Out of all the eminent Committee members, Sir Joseph is particularly emblematic of Britain's Medical profession and the British Empire in the late Nineteenth Century. He spends over 45 years in the Indian Medical Service, and becomes an expert on snake venom and cholera epidemics. In 1885 he represents the Indian Government at the fourth International Conference on Cholera, a fore-runner of the World Health Organization. He has Royal Patronage, which also helps Mary Wardell's cause.​​​​​​​​​​​​​​​​​​​​​
There are many photographs and portraits of these eminent men, but as yet no photograph of Mary Wardell has been discovered. Perhaps she is present in this early photo of Eastgate House, in a blurry little group outside on a sunny day: ​​​​​​​​​​​​​​​​​​​​​​​​​​​​​​​​​​​​​​​​​​

Early Photograph of Eastgate House / Courtesy Derek Sayers 

Articles, letters to newspapers, appeals and fundraising events document in great detail Mary Wardell pulling every string she can, as she struggles to pay off the Convalescent Home debts and keep donations coming in. In 1891 she receives substantial funding  enabling her to build an annexe to the Convalescent Home. She moves from her house in Belsize to the Home, and commemorates this in a terracotta plaque with her initials MW and the date 1891:​​​​​​​

Eastgate House 2019 / Nicola Lane

At some point, probably due to ill health, she moves to Ramsgate and dies there in 1917. In her Will she asks to be buried in St Lawrence's Church, Little Stanmore, and requests that no special fuss be made...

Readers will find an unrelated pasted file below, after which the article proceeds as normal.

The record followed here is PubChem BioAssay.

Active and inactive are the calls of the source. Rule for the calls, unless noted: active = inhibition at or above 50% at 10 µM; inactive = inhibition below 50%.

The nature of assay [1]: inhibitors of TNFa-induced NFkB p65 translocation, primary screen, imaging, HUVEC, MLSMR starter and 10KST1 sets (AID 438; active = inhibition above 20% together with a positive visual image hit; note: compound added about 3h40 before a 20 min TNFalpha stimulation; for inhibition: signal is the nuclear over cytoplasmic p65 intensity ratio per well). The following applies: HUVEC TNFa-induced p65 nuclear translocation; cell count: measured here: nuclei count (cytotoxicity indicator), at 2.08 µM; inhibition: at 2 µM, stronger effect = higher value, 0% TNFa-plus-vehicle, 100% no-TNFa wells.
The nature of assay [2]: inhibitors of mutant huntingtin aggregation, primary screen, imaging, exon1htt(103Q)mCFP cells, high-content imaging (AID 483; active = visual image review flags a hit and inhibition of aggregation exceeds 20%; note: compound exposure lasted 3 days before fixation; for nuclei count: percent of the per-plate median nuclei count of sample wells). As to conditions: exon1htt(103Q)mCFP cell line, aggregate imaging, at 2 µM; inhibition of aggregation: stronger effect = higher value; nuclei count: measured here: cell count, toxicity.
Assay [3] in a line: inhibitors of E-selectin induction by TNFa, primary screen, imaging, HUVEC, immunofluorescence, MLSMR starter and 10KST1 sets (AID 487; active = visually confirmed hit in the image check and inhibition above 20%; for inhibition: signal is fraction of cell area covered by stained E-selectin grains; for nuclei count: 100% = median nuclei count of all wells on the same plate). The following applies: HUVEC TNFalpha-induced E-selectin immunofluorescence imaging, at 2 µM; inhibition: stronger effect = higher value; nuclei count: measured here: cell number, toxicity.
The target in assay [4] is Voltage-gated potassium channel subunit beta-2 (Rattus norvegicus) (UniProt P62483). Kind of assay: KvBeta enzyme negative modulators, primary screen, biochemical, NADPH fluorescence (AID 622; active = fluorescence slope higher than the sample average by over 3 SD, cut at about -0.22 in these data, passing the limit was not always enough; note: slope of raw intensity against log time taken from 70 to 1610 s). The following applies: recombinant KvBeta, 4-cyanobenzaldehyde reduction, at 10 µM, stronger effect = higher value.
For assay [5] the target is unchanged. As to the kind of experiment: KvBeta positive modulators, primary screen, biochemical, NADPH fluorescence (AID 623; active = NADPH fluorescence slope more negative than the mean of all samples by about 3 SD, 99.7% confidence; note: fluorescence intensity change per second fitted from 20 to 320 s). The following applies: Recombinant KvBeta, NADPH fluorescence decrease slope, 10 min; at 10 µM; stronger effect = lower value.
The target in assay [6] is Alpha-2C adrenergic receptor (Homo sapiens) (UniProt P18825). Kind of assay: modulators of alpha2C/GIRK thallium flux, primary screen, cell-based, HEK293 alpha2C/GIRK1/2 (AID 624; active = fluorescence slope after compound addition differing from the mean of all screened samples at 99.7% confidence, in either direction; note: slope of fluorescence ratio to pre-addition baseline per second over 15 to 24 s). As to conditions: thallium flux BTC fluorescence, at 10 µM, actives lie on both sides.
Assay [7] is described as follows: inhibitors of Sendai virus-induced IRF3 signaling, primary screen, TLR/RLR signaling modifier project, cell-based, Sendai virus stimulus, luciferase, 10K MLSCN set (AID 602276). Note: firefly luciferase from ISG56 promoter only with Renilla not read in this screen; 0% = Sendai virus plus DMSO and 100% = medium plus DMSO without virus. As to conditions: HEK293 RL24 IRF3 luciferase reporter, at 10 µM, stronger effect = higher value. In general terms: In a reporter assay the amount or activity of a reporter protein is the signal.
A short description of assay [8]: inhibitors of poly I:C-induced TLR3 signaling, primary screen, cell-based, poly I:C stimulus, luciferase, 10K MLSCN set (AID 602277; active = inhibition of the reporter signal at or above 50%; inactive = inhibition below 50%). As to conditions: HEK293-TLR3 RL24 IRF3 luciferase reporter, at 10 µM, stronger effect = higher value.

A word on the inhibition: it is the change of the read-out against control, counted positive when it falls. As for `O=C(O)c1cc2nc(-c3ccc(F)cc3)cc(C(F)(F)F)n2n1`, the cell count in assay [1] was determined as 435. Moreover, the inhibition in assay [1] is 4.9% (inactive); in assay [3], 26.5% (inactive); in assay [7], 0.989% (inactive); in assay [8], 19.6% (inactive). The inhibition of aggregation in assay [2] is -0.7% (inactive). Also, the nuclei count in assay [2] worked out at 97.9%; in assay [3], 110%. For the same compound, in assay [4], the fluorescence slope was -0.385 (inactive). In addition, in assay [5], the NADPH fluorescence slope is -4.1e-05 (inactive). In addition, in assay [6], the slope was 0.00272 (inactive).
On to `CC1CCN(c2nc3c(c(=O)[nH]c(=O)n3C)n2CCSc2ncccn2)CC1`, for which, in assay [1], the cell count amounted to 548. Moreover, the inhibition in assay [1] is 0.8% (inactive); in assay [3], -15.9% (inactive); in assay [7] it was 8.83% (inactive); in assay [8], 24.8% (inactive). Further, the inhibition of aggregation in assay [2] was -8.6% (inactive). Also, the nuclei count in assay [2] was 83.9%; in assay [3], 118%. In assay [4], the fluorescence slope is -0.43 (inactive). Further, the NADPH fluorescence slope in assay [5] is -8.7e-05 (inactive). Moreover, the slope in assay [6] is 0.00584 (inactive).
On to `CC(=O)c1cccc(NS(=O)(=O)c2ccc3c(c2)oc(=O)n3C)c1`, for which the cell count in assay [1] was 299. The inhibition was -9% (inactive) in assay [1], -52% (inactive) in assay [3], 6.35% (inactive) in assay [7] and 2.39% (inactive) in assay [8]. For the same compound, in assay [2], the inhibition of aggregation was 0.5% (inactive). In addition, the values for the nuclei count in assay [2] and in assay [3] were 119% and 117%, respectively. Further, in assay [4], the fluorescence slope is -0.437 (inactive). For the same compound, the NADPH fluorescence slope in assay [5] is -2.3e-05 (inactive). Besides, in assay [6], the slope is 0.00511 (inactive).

On a boiling hot day in 2019 Project Leader Nicola Lane searched for Mary Wardell's grave in the churchyard of St Lawrence's, but could not find it. It seemed that Mary Wardell was determined to remain invisible...

St. Lawrence's Church, Little Stanmore / Nicola Lane / 2019

After the arrival of COVID 19 in early 2020 and subsequent funding from the Culture Recovery Fund, Pegleg Productions recruited Consultant Archivist Dr Milnes-Smith, who has discovered important new archives.The location of her grave in St Lawrence's has now been confirmed by RNOH Chaplain Father Paul Reece - and thanks to Dr Milnes-Smith, Mary Wardell has her Wikipedia entry:

Mary Wardell's grave, St Lawrence's churchyard, Canon's Park / Nicola Lane 2019

Mary Wardell's selection of the site for her Convalescent Home on Brockley Hill is an enduring legacy - a landscape that she chose in 1883 for its isolation and "beautiful and breezy situation" - much loved by patients and all who work at the hospital: 

The Great Tree outside Orthotics / Roxaneh Zarnegar / 2020

LISTEN to the fascinating story of the founding of Mary Wardell's Convalescent Home for Scarlet Fever, her struggle with its financial challenges, and her celebration of Queen Victoria's Silver Jubilee - discovered in contemporary accounts sourced from archives and performed by RNOH staff, clinicians, patients, and volunteers:

For the next chapter in 'Our Search for the Grey Lady' go to: